A distal end of the ball segment can include two sidearms 65 formed by the cutout 66, each of which are rounded on one end and affixed to the arch segment 62 on the other end. Each of the sidearms 65 includes an inner convex side that extends into the cutout 66 to form the support channel. A support band 64 can be affixed between the outer edges of the convex sides to provide additional support for a user. The band 64 can be located at the narrowest part of the opening or alternatively, directly above or below the narrowest part of the opening. If the support is undesired, the user can cut, remove, detach, or otherwise dispose of the band. In one embodiment, the band can be removably attached. In a further embodiment, the band is affixed, such that detachment is permanent. The band can be made from elastic, rubber, or plastic, as well as from other materials. A thickness of the band can be based on an amount of support needed and can differ based on shoe size or user.

Returning to the above discussion of the customizable insole with respect to FIG. 2, once a base layer is selected, one or more support pads 13, 14 can be positioned on a top surface of the base layer. Each support pad 13, 14 can have different shapes, sizes, and firmness. A user can position the various support pads 13, 14 on top of or adjacent to one another to obtain maximum comfort and support. FIG. 6A provides a top view of a first support pad for use with the customizable insole of FIG. 1. The first support pad 70 can have a contoured shape with one end 75 having two nearly equal rounded corners 71, 72 and the other end 76 having a rounded corner with an obtuse angle 73 and a rounded corner with an acute angle 74 that extends beyond the equally rounded corner 71 on the same side. The thickness of the first support pad 70 can vary to allow the user to select a desired thickness for maximum comfort and support. FIG. 6B provides a cross-sectional view of the first support pad 70 of FIG. 3A. A height of the first support pad 70 can represent a convex shape, such that the height is greatest in the center of the first support pad and tapers toward the outer edge. In a further embodiment, the first support pad 70 can have a uniform height.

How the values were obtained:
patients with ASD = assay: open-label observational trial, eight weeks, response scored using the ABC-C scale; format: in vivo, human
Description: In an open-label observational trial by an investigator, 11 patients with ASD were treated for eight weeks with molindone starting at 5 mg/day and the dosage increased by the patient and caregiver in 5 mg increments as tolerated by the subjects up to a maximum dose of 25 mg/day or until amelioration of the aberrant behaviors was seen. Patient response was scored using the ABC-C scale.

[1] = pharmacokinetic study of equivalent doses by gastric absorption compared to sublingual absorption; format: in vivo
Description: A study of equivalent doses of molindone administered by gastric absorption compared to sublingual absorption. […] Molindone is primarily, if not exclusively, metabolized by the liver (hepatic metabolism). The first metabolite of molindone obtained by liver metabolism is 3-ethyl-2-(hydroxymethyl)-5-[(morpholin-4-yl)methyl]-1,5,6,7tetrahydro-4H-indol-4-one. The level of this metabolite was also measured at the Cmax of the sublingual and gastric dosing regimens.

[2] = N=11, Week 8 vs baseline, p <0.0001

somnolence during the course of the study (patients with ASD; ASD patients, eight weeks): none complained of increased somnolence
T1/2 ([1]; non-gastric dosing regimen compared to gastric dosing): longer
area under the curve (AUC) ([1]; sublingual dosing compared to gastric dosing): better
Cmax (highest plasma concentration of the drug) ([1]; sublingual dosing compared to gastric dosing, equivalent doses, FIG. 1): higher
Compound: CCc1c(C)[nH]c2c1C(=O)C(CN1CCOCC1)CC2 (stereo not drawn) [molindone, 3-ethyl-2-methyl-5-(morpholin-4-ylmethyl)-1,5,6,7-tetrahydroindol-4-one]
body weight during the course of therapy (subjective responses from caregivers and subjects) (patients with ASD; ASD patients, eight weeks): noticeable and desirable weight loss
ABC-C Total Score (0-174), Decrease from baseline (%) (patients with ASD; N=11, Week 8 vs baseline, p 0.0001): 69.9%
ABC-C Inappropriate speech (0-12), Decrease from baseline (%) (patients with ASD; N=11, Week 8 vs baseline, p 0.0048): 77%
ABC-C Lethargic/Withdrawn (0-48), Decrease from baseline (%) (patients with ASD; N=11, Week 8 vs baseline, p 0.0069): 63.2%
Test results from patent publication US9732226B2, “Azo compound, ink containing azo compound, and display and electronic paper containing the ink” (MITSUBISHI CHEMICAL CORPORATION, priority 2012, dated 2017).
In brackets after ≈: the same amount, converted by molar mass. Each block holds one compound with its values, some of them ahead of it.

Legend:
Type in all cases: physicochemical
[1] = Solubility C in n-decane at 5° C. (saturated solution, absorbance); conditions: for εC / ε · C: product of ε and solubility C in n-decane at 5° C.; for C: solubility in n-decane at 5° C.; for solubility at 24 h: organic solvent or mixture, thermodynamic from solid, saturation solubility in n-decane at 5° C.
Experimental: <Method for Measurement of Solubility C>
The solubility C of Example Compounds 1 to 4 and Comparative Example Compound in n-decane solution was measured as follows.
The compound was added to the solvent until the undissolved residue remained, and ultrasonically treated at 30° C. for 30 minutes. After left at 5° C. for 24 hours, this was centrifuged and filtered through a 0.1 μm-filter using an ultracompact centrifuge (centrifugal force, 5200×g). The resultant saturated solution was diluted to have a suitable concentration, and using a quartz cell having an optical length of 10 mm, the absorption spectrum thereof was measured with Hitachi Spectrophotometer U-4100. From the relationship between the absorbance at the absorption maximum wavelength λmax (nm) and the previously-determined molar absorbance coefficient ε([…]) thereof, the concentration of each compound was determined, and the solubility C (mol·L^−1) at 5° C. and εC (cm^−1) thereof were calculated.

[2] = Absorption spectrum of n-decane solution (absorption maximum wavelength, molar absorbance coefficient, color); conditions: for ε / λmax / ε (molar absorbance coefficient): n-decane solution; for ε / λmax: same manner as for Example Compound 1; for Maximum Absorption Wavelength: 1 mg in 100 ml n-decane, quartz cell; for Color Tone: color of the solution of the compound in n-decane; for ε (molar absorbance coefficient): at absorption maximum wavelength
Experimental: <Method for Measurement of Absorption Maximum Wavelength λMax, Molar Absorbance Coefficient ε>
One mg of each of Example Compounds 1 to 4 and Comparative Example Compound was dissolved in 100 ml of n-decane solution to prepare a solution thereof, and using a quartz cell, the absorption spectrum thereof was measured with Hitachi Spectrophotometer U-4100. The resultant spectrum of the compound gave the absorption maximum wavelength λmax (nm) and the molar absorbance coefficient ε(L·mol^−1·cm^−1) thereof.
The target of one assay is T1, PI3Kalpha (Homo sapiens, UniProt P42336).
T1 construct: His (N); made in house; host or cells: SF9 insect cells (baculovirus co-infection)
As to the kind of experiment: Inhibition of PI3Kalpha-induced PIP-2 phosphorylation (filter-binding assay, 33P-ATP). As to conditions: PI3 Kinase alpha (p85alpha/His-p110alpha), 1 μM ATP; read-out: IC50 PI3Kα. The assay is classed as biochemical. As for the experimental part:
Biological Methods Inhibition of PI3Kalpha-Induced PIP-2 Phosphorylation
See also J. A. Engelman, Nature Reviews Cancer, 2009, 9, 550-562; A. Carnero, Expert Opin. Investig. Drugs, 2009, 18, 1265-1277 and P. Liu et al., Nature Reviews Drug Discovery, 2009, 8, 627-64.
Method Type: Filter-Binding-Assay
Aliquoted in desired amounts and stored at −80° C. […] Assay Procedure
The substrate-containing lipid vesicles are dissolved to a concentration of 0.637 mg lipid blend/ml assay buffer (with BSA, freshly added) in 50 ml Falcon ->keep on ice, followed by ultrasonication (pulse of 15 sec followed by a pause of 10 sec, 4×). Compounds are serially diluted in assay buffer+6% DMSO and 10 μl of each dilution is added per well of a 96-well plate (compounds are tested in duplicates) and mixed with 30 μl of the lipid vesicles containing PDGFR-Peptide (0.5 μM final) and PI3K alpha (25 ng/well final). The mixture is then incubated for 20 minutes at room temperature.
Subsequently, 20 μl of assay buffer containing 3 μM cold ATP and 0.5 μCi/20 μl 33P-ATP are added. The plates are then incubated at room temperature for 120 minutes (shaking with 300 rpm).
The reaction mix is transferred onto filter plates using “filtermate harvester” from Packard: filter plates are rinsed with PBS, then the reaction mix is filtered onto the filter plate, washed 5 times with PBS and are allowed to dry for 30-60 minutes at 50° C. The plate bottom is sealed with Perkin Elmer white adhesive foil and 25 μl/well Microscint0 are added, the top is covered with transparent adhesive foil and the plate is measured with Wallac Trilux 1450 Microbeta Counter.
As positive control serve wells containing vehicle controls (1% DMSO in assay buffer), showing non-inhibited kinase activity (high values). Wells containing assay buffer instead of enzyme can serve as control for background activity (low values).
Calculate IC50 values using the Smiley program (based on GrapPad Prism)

A second support pad can be used together with or independent of the first support pad. FIG. 7A provides a top view of a second support pad 80 for use with the customizable insole of FIG. 1. The second support pad 80 can have a U-shape with a rounded end 81 and two sidearms 82 that extend from the rounded end 81. The size dimensions of the second support pad 80 can vary based on a user need, including foot size and areas of discomfort. For example, the width of the rounded end 81, at the base of the U-shape, can vary. Users with larger feet can use the second support pad having a large width, while users with smaller feet may use the second support pad having a smaller width. As well, a thickness of the second support pad 80 can vary to allow the user to select a desired thickness for maximum comfort and support. FIG. 7B provides a cross-sectional view of the second support pad of FIG. 7A. A height of the second support pad 80 can represent a convex shape, such that the height is greatest in the center of the second support pad and tapers towards an outer edge. In a further embodiment, the second support pad 80 can have a uniform height.